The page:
What is Estate Planning?
The aim of Estate Planning is:-
- To ensure ongoing financial security for you and your spouse during your lifetimes; and
- To secure a cost effective and seamless transition to your nominated beneficiaries after your death in such a way as to maximise the value of your estate.
Each estate plan needs to be tailored to the individual needs and requirements of the client. However the process would usually involve:-
- Obtaining an overview of your goals and objectives both during and after your lifetime
- Reaching an understanding of your assets, liabilities and affairs. It must be understood that many "assets" would not automatically pass under your Will, for example Superannuation, joint tenancies, businesses or investments held in Companies or Trusts will all need special attention.
- Reaching an understanding of the Constitutions and other documentation relating to any Company or Trust entities in which you hold assets or in which you may have an interest.
- Reaching an understanding of the financial and emotional needs of your family, dependants, business associates and other relevant parties and as to your level of concern in respect of those needs. This will be of particular concern especially in the case of blended families.
- Advising as to particular concerns about dependants who are vulnerable because of physical or intellectual challenges or other problems.
- Advising on techniques which might be used to quarantine assets for the long term benefit of family members notwithstanding that they may at some time in the future encounter problems such as bankruptcy or matrimonial disputes.
- Advising as to ways in which assets might be left for the benefit of your chosen beneficiaries in such a way as to minimise the effect of income, capital gains, or other taxes.
- Arranging for the preparation and execution of the documents required to give effect to the Estate Planning.
The estate planning process will usually involve collaboration between ourselves and your other advisors, such as accountants, financial or business advisors.
Traditionally clients made Wills which simply provided for the estate to be left to the surviving spouse or in the event of the death of the spouse the estate to be divided between the children. While there is nothing inherently wrong with this approach it ignores many of the benefits which would be available to beneficiaries if a carefully constructed estate plan had been executed – for example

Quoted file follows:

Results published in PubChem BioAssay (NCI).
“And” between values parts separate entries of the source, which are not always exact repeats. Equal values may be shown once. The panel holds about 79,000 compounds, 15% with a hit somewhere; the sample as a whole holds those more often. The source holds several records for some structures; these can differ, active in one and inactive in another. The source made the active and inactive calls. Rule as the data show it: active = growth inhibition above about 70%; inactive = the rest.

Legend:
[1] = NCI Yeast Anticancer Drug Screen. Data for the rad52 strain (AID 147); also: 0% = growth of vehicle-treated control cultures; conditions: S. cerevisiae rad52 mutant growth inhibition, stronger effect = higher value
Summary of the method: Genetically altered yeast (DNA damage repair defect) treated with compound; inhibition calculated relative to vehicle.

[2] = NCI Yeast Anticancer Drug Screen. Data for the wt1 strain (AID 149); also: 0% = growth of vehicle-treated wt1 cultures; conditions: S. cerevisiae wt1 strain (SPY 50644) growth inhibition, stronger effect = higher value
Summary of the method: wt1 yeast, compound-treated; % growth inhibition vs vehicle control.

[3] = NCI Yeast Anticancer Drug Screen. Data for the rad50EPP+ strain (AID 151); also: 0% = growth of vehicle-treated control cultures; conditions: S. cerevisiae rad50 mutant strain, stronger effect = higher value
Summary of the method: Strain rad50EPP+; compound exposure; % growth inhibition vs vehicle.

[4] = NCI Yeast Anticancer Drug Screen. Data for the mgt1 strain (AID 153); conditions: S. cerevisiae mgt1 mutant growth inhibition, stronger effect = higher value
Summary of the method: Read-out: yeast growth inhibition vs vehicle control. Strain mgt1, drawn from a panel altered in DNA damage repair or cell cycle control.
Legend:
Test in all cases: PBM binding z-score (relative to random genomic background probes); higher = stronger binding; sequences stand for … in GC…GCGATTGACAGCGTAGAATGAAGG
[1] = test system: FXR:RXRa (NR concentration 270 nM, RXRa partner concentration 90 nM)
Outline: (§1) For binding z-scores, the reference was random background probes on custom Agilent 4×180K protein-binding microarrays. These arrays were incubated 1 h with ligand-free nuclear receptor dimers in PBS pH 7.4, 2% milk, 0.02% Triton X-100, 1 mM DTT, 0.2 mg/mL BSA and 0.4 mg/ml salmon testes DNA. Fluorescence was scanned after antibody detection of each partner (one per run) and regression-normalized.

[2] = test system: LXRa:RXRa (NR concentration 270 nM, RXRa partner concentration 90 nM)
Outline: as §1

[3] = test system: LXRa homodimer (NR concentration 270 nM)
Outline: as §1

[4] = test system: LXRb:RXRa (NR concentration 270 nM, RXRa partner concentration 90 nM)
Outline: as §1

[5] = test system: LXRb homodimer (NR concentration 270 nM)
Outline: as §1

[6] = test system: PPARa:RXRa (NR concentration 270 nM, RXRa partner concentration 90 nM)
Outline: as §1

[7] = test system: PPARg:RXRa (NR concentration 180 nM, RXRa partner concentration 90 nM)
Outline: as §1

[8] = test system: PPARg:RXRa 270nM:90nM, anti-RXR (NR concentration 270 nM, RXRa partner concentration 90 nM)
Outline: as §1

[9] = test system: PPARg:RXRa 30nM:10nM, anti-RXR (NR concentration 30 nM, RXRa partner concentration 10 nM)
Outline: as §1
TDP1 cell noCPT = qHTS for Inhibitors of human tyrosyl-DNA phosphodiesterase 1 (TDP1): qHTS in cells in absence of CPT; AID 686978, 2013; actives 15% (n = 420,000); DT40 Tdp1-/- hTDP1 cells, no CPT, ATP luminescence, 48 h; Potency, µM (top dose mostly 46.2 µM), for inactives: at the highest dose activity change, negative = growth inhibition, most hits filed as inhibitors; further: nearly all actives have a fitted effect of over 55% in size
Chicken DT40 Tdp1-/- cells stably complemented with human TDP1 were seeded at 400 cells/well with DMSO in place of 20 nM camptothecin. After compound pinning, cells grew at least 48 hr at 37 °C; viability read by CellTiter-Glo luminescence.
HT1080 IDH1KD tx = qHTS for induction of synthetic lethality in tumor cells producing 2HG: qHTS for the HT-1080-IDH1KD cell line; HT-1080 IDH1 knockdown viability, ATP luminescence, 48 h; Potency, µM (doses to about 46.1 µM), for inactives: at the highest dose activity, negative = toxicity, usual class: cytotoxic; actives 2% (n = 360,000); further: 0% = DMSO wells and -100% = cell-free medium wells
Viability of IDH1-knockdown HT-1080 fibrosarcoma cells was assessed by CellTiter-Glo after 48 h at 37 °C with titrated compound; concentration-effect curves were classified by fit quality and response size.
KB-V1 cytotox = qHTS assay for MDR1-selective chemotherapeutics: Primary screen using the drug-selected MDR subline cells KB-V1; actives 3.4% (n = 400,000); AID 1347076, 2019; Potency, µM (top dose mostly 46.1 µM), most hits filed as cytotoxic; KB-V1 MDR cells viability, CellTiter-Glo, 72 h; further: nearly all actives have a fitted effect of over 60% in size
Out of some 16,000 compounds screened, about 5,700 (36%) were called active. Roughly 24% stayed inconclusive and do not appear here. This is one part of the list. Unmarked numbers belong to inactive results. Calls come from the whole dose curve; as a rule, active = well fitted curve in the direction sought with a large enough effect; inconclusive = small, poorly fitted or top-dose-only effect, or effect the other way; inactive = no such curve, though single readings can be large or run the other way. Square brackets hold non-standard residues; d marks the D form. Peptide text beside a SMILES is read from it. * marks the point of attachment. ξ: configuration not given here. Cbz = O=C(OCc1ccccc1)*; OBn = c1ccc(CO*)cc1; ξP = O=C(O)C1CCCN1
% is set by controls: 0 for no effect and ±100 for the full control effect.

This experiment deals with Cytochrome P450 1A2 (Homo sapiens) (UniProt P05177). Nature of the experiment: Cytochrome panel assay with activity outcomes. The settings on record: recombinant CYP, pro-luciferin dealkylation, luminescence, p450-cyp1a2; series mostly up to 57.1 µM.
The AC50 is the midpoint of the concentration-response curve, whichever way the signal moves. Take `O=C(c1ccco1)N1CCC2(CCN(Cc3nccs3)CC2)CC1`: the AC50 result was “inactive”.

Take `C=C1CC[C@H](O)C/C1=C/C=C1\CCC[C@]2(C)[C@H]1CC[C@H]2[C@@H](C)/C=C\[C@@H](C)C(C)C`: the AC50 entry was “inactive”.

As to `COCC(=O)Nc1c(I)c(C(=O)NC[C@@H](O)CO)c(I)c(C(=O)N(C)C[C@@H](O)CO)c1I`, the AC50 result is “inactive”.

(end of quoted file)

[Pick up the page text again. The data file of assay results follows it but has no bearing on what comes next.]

- Under the traditional form of Will where you are leaving assets to a Beneficiary who subsequently has financial or matrimonial problems, those assets will be at risk. This risk can be minimised or avoided.
- Clients sometimes want to leave assets to children who are young at the date of the Will. Unfortunately those children frequently encounter financial, emotional or other difficulties as they grow up and, depending on the individual circumstances, the benefit of those bequests can be totally lost. There are a number of ways in which these concerns can be minimised.
The typical "one size fits all" approach to Will making would usually not cater for the particular problems or concerns both present or future of individual beneficiaries. For example a Will leaving a comparatively small legacy to a beneficiary who happens to be obtaining some form of pension could result in the loss of that pension.
Estate Planning is ongoing
Estate Planning is not a static process. An estate plan must be reviewed and revised at intervals to meet changing circumstances such as fluctuations in the financial circumstances of the relevant parties, the impact of legislative changes or other relevant factors, such as a deterioration in health of one or more of the individuals involved in the process.
The content of this article is intended to provide a general guide to the subject matter. Specialist advice should be sought about your specific circumstances.